Walkers on Blencathra

Walkers on Blencathra

A community group bidding to buy a Lake District mountain said it was business as usual and they believe negations are still continuing despite the owner saying it had been sold.

Agents acting for Blencathra’s owner the Earl of Lonsdale said on Friday it had sold the estate to an unnamed buyer.

But the Friends of Blencathra said they were shocked by reports of the sale.

The Friends’ chair Debbie Cosgrove said: “This announcement has yet to be confirmed to us or to our legal representatives by the agents acting for the Lonsdale Estate.

“Until then, we are still campaigning and still going strong. As far as we are concerned, negotiations are still open.”

She said that the group’s representatives offered to match one particular bid on Friday and understood this was being looked upon favourably.

The Friends of Blencathra said their initial bid was based on their fundraising activities, and as a charity, they were not allowed to pay over the market value. Their bid was prepared with assistance from leading firms of land agents and lawyers, who have been working behind the scenes, a spokesperson said.

Treasurer David Farrar said: “For the moment, for Friends of Blencathra it is business as usual. We have yet to be formally advised that negotiations are over.

“We continue to fundraise, to strengthen our position, and new members are still joining us. Whatever the outcome of the next few days may be, we are a group of people who care passionately about Blencathra and the future.

“We are continuing with our application to have Blencathra listed as a community asset.”

Eden District Council is due to hear the application under the Localism Act, which allows authorities to register properties as assets of community value.

But Government guidance says: “The scheme does not give first refusal to the community group, unlike the equivalent scheme in Scotland; and it is not a community right to buy the asset, just to bid. This means that the local community bid may not be the successful one.”

 Sir Chris Bonington supports the Friends campaign to buy the mountain

Sir Chris Bonington supports the Friends campaign to buy the mountain

Ms Cosgrove said: “So much has been achieved in just a few weeks, and the level of support and commitment shown has been phenomenal.

“There are avenues still being explored, and there may well be opportunities that are not yet even apparent. We are asking all of our supporters to stand firm with us.”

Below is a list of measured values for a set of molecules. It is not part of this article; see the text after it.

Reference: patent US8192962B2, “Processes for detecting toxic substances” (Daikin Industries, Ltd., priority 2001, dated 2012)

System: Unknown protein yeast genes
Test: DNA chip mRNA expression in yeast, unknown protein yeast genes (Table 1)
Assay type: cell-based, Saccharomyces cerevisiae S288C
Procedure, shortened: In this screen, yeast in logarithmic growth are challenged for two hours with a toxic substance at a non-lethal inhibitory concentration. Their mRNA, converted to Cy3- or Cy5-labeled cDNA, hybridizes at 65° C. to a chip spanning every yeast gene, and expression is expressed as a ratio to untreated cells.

Group secretary Karen Clough added: “Remember that this campaign has brought together a diverse collection of individuals with their own very personal reasons for being here, and fused them into an exceptional force to be reckoned with.

“We are focussing our efforts on finding the way forward.”

Lord Lonsdale put the 868m (2,848ft) mountain and surrounding land to help pay off an inheritance tax bill believed to be about £9m. The guide price for the fell was £2.1m but agents H&H Land and Property said on Friday: “We confirm that our client Lonsdale Settled Estate has instructed us to accept an offer which exceeds the guide price, for Blencathra mountain.

“Prior to reaching this decision we had discussions earlier today with representatives from the Friends of Blencathra.

“We have taken into account both their offer and the fact that there is a significant shortfall between this and the successful offer.”

The agents also said they believed the provisions of the Localism Act did not apply to the Blencathra sale. They said: “The sellers have taken legal advice and are submitting representations to Eden District Council regarding the listing application.

“These representations include the sellers’ view that, notwithstanding any listing of Blencathra as an asset of community value, the sale can proceed as scheduled and without any need to notify the council, or to observe the six-month moratorium on sale, due to the exemption in the Localism Act 2011 because the sellers are personal representatives selling in order to pay a tax liability.”

Blencathra, also known as Saddleback, was described by guidebook author Alfred Wainwright as ‘the mountaineers’ mountain’. Its ascent routes include Hall’s Fell Ridge and the difficult grade-one scramble Sharp Edge, which has been the scene of several fatalities over the years.

Most of the fell is open access land under the Countryside and Rights of Way Act, meaning walkers have the right to roam, subject to some restrictions.

It is also common land, with commoners having the right to graze 5,471 ewes, 202 shearlings, 732 hoggs and 200 lambs.

Mountaineering elder statesman Sir Chris Bonington lent his support to the Friends and joined their walk from Keswick to Threlkeld on Wednesday. Outdoor brand Berghaus, of which Sir Chris is chairman, also offered financial support to the group.

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